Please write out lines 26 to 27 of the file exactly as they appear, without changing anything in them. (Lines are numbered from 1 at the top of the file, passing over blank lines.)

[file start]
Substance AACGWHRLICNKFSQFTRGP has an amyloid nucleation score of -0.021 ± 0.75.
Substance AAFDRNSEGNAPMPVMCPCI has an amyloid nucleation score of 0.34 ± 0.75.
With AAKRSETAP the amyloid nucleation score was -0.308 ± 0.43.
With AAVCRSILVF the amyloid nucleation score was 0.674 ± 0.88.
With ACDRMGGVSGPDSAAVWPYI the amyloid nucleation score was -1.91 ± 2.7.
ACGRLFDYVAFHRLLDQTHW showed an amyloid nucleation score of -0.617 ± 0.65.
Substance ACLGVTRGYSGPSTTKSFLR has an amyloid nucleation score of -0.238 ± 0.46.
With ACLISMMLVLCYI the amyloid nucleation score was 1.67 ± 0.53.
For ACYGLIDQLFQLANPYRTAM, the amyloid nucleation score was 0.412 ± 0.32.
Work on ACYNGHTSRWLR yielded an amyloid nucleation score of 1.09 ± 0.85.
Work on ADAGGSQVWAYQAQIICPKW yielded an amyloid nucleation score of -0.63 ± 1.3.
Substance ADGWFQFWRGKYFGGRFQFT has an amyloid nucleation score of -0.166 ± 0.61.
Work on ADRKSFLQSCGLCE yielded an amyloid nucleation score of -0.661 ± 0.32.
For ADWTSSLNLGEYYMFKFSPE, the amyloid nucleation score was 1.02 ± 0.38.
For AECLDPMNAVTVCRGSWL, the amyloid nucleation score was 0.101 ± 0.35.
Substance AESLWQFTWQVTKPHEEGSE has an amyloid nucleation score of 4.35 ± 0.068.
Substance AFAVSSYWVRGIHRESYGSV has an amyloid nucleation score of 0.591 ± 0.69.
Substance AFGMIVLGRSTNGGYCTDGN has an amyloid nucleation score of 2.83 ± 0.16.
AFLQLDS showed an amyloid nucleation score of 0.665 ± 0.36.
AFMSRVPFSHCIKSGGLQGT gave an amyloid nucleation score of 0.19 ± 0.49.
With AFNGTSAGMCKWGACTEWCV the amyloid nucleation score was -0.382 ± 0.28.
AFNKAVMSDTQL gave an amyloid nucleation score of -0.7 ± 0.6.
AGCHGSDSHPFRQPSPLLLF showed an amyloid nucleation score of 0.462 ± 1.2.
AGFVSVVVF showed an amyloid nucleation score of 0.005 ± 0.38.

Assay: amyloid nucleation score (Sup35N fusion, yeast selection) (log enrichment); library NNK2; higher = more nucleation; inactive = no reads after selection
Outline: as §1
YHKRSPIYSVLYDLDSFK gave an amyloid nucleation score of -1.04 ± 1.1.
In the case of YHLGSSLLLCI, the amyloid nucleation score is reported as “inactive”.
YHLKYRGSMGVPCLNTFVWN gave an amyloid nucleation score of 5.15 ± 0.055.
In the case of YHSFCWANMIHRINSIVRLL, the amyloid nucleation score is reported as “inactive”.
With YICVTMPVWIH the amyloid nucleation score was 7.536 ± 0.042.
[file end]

Outline: as §1
YHKRSPIYSVLYDLDSFK gave an amyloid nucleation score of -1.04 ± 1.1.